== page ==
3) The ability to integrate with customer feedback, such as that captured through post-call automated surveys. Again, this information should ideally be accessible in a single platform alongside CRM data and QM scores. It is useful because QM sometimes only provides an internal perspective on the merits and faults of an agent’s interaction with a customer. By correlating this with the customer’s own view of the call, the trainer will be able to assess and coach the agent more fairly.
4) Integration with speech analytics technology, which makes QM more robust by allowing the trainer to use word- or phrase-spotting and emotional detection to analyse specific calls more thoroughly. For example, speech analytics can identify phrases such as ‘so what?’, ‘I don’t care’ or ‘what do you want me to do about it?’ – thus helping identify agents who need more quality monitoring than may have been apparent through random sampling of call recordings.
Steps to developing a successful training strategy from call recordings
Contact centres that want to create a training strategy around their call recordings need to first consider their technical functionality – specifically, what level of integration they have with their CRM, QM and customer feedback platforms, or how easily these systems can be integrated with the call recording platform to provide a more consistent and holistic view of the customer experience.
After this, the actions contact centres might take are as follows:
1) Establish the strategic goals of the contact centre and how these can be met through analysis of and training from call recordings. Does the organisation want to increase first-contact resolution or drive revenue per call, for example, or decrease customer complaints?
2) Bearing in mind the strategic aims of the contact centre, determine how many call recordings should be assessed per agent – based on the overall agent population, call types and the volume of calls – to provide a realistic sample of each agent’s work in line with the organisation’s operational goals. This needs to be correlated with the budget for and availability of trainers – be they dedicated coaches or team leaders – to determine how much management time is required to source call recordings for training sessions and how much agent and management time is required for the training itself. It also needs to be correlated with the proposed frequency of call recording-based training sessions.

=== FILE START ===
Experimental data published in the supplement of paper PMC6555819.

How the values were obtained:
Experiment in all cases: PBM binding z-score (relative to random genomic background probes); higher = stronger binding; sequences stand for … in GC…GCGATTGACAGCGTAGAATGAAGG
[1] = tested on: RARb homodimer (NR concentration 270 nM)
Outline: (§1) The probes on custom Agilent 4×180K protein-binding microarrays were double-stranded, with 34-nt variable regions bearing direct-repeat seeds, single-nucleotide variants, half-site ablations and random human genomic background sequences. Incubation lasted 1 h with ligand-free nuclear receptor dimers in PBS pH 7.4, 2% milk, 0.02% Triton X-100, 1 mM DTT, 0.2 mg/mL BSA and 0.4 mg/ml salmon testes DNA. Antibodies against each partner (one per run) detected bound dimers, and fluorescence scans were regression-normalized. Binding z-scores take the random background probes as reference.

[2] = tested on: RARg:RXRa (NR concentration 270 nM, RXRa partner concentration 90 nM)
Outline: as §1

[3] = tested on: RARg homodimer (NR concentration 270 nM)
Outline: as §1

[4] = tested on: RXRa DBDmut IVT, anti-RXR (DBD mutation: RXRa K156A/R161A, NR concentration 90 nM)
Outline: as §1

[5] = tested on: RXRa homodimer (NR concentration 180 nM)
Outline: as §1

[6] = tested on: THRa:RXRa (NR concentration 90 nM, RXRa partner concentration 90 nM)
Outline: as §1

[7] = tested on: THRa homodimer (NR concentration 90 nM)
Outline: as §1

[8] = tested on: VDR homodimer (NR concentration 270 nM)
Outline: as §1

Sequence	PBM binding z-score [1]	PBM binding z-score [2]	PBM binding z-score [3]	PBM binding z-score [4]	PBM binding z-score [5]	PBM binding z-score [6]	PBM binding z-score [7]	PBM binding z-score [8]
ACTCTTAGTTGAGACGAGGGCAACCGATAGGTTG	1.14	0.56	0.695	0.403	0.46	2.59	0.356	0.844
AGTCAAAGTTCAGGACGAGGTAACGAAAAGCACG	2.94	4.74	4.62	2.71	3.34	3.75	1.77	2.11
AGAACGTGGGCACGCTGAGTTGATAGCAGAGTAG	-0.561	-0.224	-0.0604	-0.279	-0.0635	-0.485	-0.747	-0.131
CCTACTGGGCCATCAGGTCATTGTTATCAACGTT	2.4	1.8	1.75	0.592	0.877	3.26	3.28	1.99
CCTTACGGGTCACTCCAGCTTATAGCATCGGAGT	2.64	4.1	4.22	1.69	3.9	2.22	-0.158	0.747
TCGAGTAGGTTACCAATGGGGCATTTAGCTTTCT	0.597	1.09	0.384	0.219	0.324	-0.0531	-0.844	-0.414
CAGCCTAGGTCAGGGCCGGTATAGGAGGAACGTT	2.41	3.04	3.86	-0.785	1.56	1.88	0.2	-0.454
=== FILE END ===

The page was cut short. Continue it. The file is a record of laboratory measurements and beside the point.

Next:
3) A sample of ‘good’, ‘bad’ and potentially ‘problematic’ calls need to be sourced from existing call recordings – again, based on the strategic goals of the contact centre – to provide a benchmark both for the first batches of one-to-one training and also for any classroom-based group activities such as induction training or team refresher courses.
4) If QM reporting isn’t already built into or integrated with the call recording platform, a QM form needs to be created using the benchmark call recordings. This form should be broken down into evaluation questions and scoring boxes based on the strategic aims of the contact centre. For example, if the contact centre’s primary aim is to decrease customer complaints, the form might evaluate first-contact resolution rates, agent knowledge of the product and/or services on offer, agent courtesy and rapport building, and whether the agent has used appropriate wording to finish the call.
5) Supporting QM processes also need to be established, including a formal plan of action should an agent dispute a training evaluation. Crucially, a calibration process should be put in place to ensure that trainers are scoring agents consistently. In some contact centres, calibration is achieved by having a central group that ‘checks the checkers’ – undertaking additional assessments of call recordings to ensure that they are being scored fairly.